Foreign Minister Heiko Maas issued the following statement today (4 August) to mark the first anniversary of the catastrophic explosion in the port of Beirut:
One year after the explosion in the port of Beirut, the magnitude of the destruction remains devastating and what caused this disaster still has not been established. At the time, Germany reacted swiftly and provided 24 million euro in immediate and emergency aid. What is more, the Federal Agency for Technical Relief directly began helping in the search for people trapped under the rubble. For many of those affected, however, the situation on the ground has hardly improved.
Until now there has been no progress made towards forming a government or initiating the reforms that are urgently needed. This is irresponsible in view of the dramatically deteriorating economic situation. People no longer know how they can feed their families. I therefore believe it is right and necessary that we in the European Union adopted a framework for targeted sanctions to address the situation in Lebanon and to keep up the pressure on political Leaders.
However, we are not abandoning those in Lebanon suffering from the current situation. Germany is the second largest bilateral donor and will remain engaged, especially in the spheres of humanitarian assistance, basic social services and support for civil society. We will also pledge more funding for these areas at today’s conference on Lebanon. Irrespective of all the international assistance for people in the country, however, it remains clear that the rapidly deteriorating situation can only be resolved by the relevant political leaders in Lebanon. They must act quickly now. Any further assistance – beyond emergency aid and support for reforms – hinges on the formation of a functioning, legitimate government and a credible reform programme.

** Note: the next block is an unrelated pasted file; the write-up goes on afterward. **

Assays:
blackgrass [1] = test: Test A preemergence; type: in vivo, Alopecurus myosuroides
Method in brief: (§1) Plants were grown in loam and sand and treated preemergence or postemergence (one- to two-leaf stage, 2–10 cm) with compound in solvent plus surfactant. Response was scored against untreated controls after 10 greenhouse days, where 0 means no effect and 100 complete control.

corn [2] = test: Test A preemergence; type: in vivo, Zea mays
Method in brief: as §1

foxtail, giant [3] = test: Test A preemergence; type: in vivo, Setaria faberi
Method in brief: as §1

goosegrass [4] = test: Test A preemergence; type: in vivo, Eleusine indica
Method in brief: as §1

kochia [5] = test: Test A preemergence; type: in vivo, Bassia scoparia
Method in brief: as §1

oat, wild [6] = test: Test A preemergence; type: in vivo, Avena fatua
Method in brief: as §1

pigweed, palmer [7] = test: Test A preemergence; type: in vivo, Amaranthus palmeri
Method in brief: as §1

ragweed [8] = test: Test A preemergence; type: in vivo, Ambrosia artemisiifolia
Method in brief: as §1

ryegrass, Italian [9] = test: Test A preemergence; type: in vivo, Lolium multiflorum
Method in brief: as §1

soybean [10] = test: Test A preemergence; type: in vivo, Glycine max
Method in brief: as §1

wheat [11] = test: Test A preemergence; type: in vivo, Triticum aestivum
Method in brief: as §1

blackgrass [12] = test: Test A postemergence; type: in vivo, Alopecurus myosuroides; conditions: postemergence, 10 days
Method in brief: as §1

Especially since the start of the Syrian refugee crisis, Germany has been actively supporting the people of Lebanon and, having made available a total of 466 million euro, has been one of the largest donors (humanitarian assistance, development cooperation, stabilisation, cultural promotion and capacity-building) since the explosion in the port of Beirut on 4 August 2020. On top of this, Germany is also involved in the UN mission UNIFIL. Humanitarian assistance is a key focus. Since 2012, Germany has already provided 825 million euro in humanitarian assistance. In particular, these funds have benefited Syrian refugees but they have also been used to help the Lebanese who are in need. What is more, Lebanon is one of the four priority countries in the newly established Ta’ziz Partnership for Democracy, which focuses on strengthening the rule of law, civil society structures and political participation. However, there are strict conditions attached to financial aid for Lebanon. This means that support not used for humanitarian assistance or basic social services will not be paid out until there is again an effective Lebanese Government which carries out political and economic reforms in line with the pledges it has given to its own population and the international community. For this is the only way to improve the lives of Lebanese people on a durable Basis.